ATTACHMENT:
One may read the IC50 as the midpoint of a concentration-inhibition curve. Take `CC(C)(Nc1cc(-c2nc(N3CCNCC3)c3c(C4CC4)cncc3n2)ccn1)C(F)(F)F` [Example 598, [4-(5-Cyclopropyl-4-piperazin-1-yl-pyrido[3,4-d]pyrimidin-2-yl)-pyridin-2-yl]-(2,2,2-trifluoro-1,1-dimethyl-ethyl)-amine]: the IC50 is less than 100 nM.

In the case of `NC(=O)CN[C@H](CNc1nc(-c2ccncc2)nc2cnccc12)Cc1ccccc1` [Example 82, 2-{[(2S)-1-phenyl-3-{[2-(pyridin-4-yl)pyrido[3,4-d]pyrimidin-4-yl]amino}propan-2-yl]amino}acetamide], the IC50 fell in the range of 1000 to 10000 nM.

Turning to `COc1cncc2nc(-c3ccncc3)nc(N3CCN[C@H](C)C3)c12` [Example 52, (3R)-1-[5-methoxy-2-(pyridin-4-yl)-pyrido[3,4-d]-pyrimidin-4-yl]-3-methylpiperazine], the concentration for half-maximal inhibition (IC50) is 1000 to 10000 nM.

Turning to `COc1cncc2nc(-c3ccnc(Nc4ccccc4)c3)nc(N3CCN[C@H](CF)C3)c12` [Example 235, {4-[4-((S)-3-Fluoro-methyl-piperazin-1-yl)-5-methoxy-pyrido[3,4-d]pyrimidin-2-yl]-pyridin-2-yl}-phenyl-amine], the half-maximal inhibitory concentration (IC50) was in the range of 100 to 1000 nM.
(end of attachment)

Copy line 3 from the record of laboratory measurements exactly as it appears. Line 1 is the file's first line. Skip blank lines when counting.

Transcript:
Turning to `COc1cncc2nc(-c3ccncc3)nc(N3CCN[C@H](C)C3)c12` [Example 52, (3R)-1-[5-methoxy-2-(pyridin-4-yl)-pyrido[3,4-d]-pyrimidin-4-yl]-3-methylpiperazine], the concentration for half-maximal inhibition (IC50) is 1000 to 10000 nM.